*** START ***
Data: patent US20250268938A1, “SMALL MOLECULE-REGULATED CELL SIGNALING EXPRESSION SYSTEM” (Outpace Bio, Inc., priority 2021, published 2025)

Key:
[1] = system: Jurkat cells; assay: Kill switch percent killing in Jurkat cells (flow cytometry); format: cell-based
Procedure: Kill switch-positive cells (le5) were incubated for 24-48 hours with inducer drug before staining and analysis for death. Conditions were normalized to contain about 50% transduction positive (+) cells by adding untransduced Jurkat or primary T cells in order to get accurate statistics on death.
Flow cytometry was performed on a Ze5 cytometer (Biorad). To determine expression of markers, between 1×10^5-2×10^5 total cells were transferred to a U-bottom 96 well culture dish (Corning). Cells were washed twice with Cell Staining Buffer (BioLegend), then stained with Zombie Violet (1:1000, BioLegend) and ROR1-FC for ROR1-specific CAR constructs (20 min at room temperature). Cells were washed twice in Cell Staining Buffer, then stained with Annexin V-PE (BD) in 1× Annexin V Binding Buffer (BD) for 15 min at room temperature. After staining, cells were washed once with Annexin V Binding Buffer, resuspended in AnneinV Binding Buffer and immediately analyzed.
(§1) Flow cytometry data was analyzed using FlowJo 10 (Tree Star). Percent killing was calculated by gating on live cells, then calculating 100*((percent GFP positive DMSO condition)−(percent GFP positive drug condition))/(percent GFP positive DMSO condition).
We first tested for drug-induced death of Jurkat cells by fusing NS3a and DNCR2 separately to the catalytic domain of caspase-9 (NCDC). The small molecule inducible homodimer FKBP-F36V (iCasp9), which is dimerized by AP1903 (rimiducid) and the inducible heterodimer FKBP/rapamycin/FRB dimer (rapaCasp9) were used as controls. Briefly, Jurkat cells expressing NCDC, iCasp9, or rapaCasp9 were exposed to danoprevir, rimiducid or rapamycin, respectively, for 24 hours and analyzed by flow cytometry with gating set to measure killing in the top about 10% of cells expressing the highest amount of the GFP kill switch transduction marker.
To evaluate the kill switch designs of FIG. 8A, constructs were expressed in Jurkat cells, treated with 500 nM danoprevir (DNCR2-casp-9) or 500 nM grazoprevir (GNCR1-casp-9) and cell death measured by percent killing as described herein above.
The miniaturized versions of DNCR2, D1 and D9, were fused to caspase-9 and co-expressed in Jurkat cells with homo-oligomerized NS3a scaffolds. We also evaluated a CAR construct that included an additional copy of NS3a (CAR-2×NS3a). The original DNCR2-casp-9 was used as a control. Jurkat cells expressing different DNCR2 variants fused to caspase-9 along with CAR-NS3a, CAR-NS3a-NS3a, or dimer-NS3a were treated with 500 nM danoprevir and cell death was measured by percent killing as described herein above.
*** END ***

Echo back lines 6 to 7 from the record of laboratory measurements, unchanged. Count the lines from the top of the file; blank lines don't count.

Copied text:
(§1) Flow cytometry data was analyzed using FlowJo 10 (Tree Star). Percent killing was calculated by gating on live cells, then calculating 100*((percent GFP positive DMSO condition)−(percent GFP positive drug condition))/(percent GFP positive DMSO condition).
We first tested for drug-induced death of Jurkat cells by fusing NS3a and DNCR2 separately to the catalytic domain of caspase-9 (NCDC). The small molecule inducible homodimer FKBP-F36V (iCasp9), which is dimerized by AP1903 (rimiducid) and the inducible heterodimer FKBP/rapamycin/FRB dimer (rapaCasp9) were used as controls. Briefly, Jurkat cells expressing NCDC, iCasp9, or rapaCasp9 were exposed to danoprevir, rimiducid or rapamycin, respectively, for 24 hours and analyzed by flow cytometry with gating set to measure killing in the top about 10% of cells expressing the highest amount of the GFP kill switch transduction marker.